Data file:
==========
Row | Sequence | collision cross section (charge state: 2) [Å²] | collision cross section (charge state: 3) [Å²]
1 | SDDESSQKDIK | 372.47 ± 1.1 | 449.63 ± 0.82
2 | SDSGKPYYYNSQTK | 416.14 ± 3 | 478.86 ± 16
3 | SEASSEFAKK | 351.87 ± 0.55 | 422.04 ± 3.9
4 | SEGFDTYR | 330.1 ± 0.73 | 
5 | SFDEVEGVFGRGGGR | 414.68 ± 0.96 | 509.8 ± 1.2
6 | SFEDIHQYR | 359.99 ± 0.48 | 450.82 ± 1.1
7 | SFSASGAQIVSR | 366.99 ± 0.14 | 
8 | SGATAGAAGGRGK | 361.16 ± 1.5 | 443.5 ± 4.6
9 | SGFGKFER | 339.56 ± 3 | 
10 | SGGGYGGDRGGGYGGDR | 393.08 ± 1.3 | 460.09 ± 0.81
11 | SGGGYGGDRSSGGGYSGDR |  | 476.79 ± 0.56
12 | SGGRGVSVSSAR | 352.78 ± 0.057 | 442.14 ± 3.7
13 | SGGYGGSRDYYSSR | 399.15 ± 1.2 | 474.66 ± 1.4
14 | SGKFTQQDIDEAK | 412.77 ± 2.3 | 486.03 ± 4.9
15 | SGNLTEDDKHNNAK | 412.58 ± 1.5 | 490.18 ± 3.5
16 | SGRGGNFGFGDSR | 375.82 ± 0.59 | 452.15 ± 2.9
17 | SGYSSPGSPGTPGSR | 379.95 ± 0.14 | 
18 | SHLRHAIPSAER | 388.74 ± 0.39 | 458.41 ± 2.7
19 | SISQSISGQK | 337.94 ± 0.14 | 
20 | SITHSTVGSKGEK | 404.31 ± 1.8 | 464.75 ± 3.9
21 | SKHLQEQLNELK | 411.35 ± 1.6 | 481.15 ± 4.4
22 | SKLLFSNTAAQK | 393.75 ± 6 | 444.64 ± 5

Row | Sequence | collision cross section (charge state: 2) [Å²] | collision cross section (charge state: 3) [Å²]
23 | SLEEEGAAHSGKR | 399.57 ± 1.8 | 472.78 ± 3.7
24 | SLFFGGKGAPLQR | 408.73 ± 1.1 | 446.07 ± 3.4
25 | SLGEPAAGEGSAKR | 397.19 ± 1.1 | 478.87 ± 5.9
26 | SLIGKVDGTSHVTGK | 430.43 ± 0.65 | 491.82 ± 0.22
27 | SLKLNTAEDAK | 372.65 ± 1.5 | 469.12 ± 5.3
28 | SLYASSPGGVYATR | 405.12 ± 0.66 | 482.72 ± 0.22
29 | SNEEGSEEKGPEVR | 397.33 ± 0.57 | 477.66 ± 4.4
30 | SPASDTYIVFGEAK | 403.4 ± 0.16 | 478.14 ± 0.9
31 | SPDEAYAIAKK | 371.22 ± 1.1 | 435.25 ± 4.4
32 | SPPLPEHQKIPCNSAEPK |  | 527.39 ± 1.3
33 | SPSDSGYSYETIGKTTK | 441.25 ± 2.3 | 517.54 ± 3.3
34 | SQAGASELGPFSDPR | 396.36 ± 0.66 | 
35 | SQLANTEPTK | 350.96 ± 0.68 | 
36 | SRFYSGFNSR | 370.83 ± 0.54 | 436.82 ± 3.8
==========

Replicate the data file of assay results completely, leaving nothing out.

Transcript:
Row | Sequence | collision cross section (charge state: 2) [Å²] | collision cross section (charge state: 3) [Å²]
1 | SDDESSQKDIK | 372.47 ± 1.1 | 449.63 ± 0.82
2 | SDSGKPYYYNSQTK | 416.14 ± 3 | 478.86 ± 16
3 | SEASSEFAKK | 351.87 ± 0.55 | 422.04 ± 3.9
4 | SEGFDTYR | 330.1 ± 0.73 | 
5 | SFDEVEGVFGRGGGR | 414.68 ± 0.96 | 509.8 ± 1.2
6 | SFEDIHQYR | 359.99 ± 0.48 | 450.82 ± 1.1
7 | SFSASGAQIVSR | 366.99 ± 0.14 | 
8 | SGATAGAAGGRGK | 361.16 ± 1.5 | 443.5 ± 4.6
9 | SGFGKFER | 339.56 ± 3 | 
10 | SGGGYGGDRGGGYGGDR | 393.08 ± 1.3 | 460.09 ± 0.81
11 | SGGGYGGDRSSGGGYSGDR |  | 476.79 ± 0.56
12 | SGGRGVSVSSAR | 352.78 ± 0.057 | 442.14 ± 3.7
13 | SGGYGGSRDYYSSR | 399.15 ± 1.2 | 474.66 ± 1.4
14 | SGKFTQQDIDEAK | 412.77 ± 2.3 | 486.03 ± 4.9
15 | SGNLTEDDKHNNAK | 412.58 ± 1.5 | 490.18 ± 3.5
16 | SGRGGNFGFGDSR | 375.82 ± 0.59 | 452.15 ± 2.9
17 | SGYSSPGSPGTPGSR | 379.95 ± 0.14 | 
18 | SHLRHAIPSAER | 388.74 ± 0.39 | 458.41 ± 2.7
19 | SISQSISGQK | 337.94 ± 0.14 | 
20 | SITHSTVGSKGEK | 404.31 ± 1.8 | 464.75 ± 3.9
21 | SKHLQEQLNELK | 411.35 ± 1.6 | 481.15 ± 4.4
22 | SKLLFSNTAAQK | 393.75 ± 6 | 444.64 ± 5

Row | Sequence | collision cross section (charge state: 2) [Å²] | collision cross section (charge state: 3) [Å²]
23 | SLEEEGAAHSGKR | 399.57 ± 1.8 | 472.78 ± 3.7
24 | SLFFGGKGAPLQR | 408.73 ± 1.1 | 446.07 ± 3.4
25 | SLGEPAAGEGSAKR | 397.19 ± 1.1 | 478.87 ± 5.9
26 | SLIGKVDGTSHVTGK | 430.43 ± 0.65 | 491.82 ± 0.22
27 | SLKLNTAEDAK | 372.65 ± 1.5 | 469.12 ± 5.3
28 | SLYASSPGGVYATR | 405.12 ± 0.66 | 482.72 ± 0.22
29 | SNEEGSEEKGPEVR | 397.33 ± 0.57 | 477.66 ± 4.4
30 | SPASDTYIVFGEAK | 403.4 ± 0.16 | 478.14 ± 0.9
31 | SPDEAYAIAKK | 371.22 ± 1.1 | 435.25 ± 4.4
32 | SPPLPEHQKIPCNSAEPK |  | 527.39 ± 1.3
33 | SPSDSGYSYETIGKTTK | 441.25 ± 2.3 | 517.54 ± 3.3
34 | SQAGASELGPFSDPR | 396.36 ± 0.66 | 
35 | SQLANTEPTK | 350.96 ± 0.68 | 
36 | SRFYSGFNSR | 370.83 ± 0.54 | 436.82 ± 3.8